By Bonnie Gangelhoff
Rolling hills. Pristine beaches. Temperate climes. California in the early 20th century was often considered a Garden of Eden, a paradise for landscape painters who wanted to work on location. Indeed, painting en plein air—a French term meaning “in the open air”—flourished in the Golden State from 1890 to 1930.
First practiced in Europe by artists such as Nicolas Poussin and later Claude Monet, painting outdoors was considered revolutionary at the time. Artists believed that working outside allowed them to best capture the light—a key element in their landscape works.
American Guy Rose was among the painters who were instrumental in touting the benefits of working on location. Rose had studied with Monet in Giverny, France, for a decade. When he returned home to California, Rose joined other painters, like William Wendt and Edgar Payne, who also relished setting up their easels outdoors—everywhere from the state’s rocky shores to its rugged mountain ranges. These early California paintings have stood the test of time, and today some of the works sell for $1 million or more at auction.
The term “plein air,” as it is currently used, usually refers to paintings that are completed on location. Jean Stern, executive director of the Irvine Museum in California, is quick to point out, though, that historically plein-air painting has been a means to an end. “It’s part of the process of painting a major landscape work,” Stern explains. “Every American impressionist painter does color sketches outdoors—small paintings that quickly catch the color. Then they take them inside the studio and paint larger ones.”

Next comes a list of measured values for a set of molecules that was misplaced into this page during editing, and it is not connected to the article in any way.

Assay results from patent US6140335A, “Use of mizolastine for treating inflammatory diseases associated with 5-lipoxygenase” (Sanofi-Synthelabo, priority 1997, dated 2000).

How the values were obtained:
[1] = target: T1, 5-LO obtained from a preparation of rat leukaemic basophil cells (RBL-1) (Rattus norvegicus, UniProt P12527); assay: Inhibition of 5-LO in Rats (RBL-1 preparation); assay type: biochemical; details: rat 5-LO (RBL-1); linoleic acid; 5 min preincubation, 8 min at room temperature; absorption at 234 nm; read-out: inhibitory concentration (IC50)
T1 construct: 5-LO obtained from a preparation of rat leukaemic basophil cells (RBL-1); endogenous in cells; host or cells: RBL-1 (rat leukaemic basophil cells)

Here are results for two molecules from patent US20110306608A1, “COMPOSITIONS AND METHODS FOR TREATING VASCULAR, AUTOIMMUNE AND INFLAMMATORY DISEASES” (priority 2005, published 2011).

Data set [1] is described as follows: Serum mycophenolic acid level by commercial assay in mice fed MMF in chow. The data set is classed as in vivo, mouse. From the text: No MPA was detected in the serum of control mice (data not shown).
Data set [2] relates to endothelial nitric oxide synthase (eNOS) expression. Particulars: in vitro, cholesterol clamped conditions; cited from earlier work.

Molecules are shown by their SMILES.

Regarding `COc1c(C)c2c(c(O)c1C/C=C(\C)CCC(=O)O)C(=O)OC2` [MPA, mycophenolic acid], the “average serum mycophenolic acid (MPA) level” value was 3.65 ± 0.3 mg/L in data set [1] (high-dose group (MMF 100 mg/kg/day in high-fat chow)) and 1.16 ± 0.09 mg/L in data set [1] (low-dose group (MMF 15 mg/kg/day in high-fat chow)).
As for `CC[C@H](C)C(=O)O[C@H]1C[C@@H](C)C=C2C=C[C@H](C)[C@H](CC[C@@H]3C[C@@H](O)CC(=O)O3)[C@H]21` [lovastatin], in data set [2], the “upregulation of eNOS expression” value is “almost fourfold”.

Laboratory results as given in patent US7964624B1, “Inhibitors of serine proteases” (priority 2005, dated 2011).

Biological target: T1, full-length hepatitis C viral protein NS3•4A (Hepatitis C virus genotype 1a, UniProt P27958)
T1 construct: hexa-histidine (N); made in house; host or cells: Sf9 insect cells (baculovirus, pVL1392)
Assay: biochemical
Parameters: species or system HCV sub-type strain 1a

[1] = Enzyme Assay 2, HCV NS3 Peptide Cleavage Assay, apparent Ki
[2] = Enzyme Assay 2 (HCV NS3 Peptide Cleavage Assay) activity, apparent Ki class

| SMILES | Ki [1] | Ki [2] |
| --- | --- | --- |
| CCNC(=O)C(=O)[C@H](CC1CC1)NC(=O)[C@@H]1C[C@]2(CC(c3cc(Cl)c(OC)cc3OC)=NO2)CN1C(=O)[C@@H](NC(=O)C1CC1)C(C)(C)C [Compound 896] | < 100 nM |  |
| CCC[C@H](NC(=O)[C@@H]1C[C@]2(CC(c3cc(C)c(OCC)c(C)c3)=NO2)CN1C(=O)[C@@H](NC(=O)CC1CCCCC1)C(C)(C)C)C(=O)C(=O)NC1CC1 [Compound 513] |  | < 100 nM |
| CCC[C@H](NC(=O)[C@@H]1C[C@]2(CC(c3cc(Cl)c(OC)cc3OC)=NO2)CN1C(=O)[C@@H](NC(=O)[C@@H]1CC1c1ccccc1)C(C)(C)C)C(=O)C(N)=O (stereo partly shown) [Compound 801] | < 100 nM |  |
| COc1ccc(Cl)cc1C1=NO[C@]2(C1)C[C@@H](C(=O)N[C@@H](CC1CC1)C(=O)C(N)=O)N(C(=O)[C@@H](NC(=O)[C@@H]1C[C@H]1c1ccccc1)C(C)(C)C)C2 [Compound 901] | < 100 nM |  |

The early works of California plein-air painters documented the splendors of the state before the population boomed and developers encroached on this unspoiled Eden. “Part of the paintings’ appeal is that they show the way things were and the way people wish they were now,” explains Whitney Ganz, director of William A. Karges Fine Art in Los Angeles and Carmel, one of a number of galleries that specialize in early California landscape paintings.
Many California artists today carry on the legacy of Wendt, Payne, and Rose in capturing the state’s natural beauty on canvas. Stern attributes the revival of interest in landscape painting, in part, to the rebirth of the California Art Club, which was founded in 1909. In 1993, painter Peter Adams and wife, Elaine, breathed new life into the organization, and currently there are several hundred members. Today it is one of many organizations across the state that regularly sponsor plein-air painting events, shows, and workshops.
“The early impressionist painters show us what California once looked like and what we lost. Today’s painters show us what we can still save,” says Stern.
Featured in June 2008